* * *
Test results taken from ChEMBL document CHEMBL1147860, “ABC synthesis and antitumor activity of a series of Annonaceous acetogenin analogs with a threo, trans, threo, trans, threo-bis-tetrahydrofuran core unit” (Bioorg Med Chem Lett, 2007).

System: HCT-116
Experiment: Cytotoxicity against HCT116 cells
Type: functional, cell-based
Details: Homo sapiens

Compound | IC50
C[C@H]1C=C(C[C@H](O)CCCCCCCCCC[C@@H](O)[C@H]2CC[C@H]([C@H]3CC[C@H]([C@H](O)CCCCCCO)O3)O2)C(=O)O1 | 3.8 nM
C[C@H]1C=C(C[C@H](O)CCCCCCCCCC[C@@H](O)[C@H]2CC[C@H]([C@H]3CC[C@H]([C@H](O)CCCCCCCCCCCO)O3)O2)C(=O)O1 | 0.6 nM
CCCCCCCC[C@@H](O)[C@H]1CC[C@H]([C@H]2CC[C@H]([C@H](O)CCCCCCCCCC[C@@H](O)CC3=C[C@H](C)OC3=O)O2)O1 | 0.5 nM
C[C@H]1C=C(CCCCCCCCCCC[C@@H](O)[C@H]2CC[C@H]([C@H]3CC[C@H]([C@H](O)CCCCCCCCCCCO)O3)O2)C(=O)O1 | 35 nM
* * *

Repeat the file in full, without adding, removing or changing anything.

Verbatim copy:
Test results taken from ChEMBL document CHEMBL1147860, “ABC synthesis and antitumor activity of a series of Annonaceous acetogenin analogs with a threo, trans, threo, trans, threo-bis-tetrahydrofuran core unit” (Bioorg Med Chem Lett, 2007).

System: HCT-116
Experiment: Cytotoxicity against HCT116 cells
Type: functional, cell-based
Details: Homo sapiens

Compound | IC50
C[C@H]1C=C(C[C@H](O)CCCCCCCCCC[C@@H](O)[C@H]2CC[C@H]([C@H]3CC[C@H]([C@H](O)CCCCCCO)O3)O2)C(=O)O1 | 3.8 nM
C[C@H]1C=C(C[C@H](O)CCCCCCCCCC[C@@H](O)[C@H]2CC[C@H]([C@H]3CC[C@H]([C@H](O)CCCCCCCCCCCO)O3)O2)C(=O)O1 | 0.6 nM
CCCCCCCC[C@@H](O)[C@H]1CC[C@H]([C@H]2CC[C@H]([C@H](O)CCCCCCCCCC[C@@H](O)CC3=C[C@H](C)OC3=O)O2)O1 | 0.5 nM
C[C@H]1C=C(CCCCCCCCCCC[C@@H](O)[C@H]2CC[C@H]([C@H]3CC[C@H]([C@H](O)CCCCCCCCCCCO)O3)O2)C(=O)O1 | 35 nM